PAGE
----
Ottawa County has been inundated with water over the past several days, causing dangerous flooding in many parts of the county and surrounding areas.
At 3 p.m., Tuesday, the Neosho rose beyond its 15.0 flood stage and continued to rise over the next five days.
It finally crest shortly after 1 p.m., Saturday at 22.21.
With more rain in the forecast over the next three to four days and heavy rains forecast north into Kansas, the possibility of continued flooding can not be ignored, according to officials.
At least 69 of Oklahoma's 77 counties remained under flood watches or warnings on Saturday.
The heavy rainfall remained in the central and southeastern parts of the state, sparing the saturated counties of Cherokee, Delaware, Mayes and Rogers in northeastern Oklahoma, where more than a half-foot of rain fell on Friday.
Salina and Locust Grove, lost water service after their pumping stations flooded, Janzen said, although Salina hoped to have their system repaired by Saturday afternoon. He said in the interim, the Cherokee Nation was trucking water into the towns.
Wet roads and low visibility was blamed for numerous minor accidents in and around Miami Friday.
Friday evening Miami firefighters responded to Tar Creek, east of Miami, where a canoe had capsized.
The occupants of the canoe were found clinging to trees in the middle of Tar Creek at approximately 6:37 p.m. Firefighters were on the scene for about one and a half hours rescuing the subjects from the creek.
Low visibility contributed to an accident on Highway 125, west of Grove early Sunday morning, according to the highway patrol.
Authorities say Travis Wescott, 27, of Grove was driving southbound on Highway 125, three miles west of grove at approximately 7:45 a.m.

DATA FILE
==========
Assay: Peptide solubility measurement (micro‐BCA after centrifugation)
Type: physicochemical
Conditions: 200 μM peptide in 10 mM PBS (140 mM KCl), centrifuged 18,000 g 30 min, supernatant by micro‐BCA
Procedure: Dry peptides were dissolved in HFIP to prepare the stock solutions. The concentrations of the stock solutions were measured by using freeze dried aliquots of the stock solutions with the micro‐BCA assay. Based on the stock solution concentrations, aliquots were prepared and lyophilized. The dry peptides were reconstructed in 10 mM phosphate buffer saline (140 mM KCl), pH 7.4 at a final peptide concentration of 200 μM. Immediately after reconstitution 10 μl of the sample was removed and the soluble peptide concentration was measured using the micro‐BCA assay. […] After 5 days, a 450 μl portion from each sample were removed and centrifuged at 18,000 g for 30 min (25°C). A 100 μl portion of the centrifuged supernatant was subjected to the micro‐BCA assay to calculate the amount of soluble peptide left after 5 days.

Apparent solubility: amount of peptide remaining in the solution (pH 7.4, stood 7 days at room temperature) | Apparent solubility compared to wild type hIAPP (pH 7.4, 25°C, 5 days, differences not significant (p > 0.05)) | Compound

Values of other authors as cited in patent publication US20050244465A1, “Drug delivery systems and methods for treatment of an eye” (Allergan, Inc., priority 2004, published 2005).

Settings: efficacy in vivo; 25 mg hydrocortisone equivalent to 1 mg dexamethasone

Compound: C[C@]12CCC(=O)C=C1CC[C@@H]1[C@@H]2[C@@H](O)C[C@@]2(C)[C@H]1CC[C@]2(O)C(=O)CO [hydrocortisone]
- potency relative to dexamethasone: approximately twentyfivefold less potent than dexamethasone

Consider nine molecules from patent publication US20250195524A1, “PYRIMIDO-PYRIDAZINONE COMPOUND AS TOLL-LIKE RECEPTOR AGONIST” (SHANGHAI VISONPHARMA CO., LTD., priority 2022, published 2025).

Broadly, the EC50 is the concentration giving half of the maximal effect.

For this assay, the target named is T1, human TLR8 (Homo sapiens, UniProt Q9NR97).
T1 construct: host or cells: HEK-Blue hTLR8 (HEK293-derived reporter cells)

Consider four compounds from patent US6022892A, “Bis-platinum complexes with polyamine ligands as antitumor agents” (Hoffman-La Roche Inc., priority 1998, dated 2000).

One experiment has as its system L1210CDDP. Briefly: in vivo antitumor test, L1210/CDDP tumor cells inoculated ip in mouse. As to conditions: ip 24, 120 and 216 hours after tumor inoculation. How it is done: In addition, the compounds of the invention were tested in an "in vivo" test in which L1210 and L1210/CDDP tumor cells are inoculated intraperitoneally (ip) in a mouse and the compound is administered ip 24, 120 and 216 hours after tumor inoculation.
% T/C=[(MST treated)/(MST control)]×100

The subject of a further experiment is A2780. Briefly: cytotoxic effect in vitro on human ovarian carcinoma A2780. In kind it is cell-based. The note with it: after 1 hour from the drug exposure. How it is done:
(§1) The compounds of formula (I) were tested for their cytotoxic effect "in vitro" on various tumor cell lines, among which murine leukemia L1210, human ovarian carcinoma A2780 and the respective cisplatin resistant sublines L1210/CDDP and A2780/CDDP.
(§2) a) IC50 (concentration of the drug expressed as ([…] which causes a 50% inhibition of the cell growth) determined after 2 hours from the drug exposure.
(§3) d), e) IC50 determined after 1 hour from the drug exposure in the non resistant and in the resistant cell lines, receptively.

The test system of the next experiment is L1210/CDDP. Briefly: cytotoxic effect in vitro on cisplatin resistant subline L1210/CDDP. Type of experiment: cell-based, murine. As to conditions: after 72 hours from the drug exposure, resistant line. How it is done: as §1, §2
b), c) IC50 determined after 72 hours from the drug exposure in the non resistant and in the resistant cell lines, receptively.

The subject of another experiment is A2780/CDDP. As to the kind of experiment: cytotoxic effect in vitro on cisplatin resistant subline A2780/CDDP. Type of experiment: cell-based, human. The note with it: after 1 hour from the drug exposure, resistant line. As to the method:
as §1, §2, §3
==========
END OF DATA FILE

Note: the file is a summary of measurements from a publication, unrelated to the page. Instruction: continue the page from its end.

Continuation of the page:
Westcott came upon a truck pulling a boat that was stopped in the road. Authorities say Westcott ran off the right side of the road to avoid a collision and struck a culvert.
The 2004 Chevrolet pickup Westcott was driving went airborn for approximately 35 feet, struck the ground and slid 50 feet before coming to a rest.
Westcott was transported to a Joplin, Mo., hospital where he was admitted in good condition.
In Mayes County, authorities performed 41 water rescues on Thursday and it still wasn't known how many homes had been affected by floodwaters.
River flooding also may become an issue in northeastern Oklahoma as the Caney, Illinois and Verdigris rivers are expected to crest above flood stage in the next few days. The weather service issued a flood warning for the Poteau River near Poteau in Le Flore County in southeastern Oklahoma from Saturday night through Sunday morning.
Meteorologist Doug Speheger in Norman said the statewide forecast called for more intermittent rain on Sunday — with a higher chance in eastern Oklahoma — then drier conditions on Monday before increasing chances of rain on Tuesday.
As of Sunday evening, the following highways were closed due to high water:
In Miami SH-125 is closed at the fairgrounds
US-59/SH-10 is closed at Coal Creek, about 3 miles west of Miami
Washington County near Copan
SH-10 is closed east and west of the US-75 junction
Mayes County near Adair
SH-28 is closed east of US-69 near Adair
Cotton County north of Taylor, near the Texas border
SH-5B is closed just north of the SH-5B/US-70 junction
Nowata County east of Lenapah
SH-10 is closed approximately 4 miles east of US-169 over Cedar Creek
By Shelly Schultz 542-5533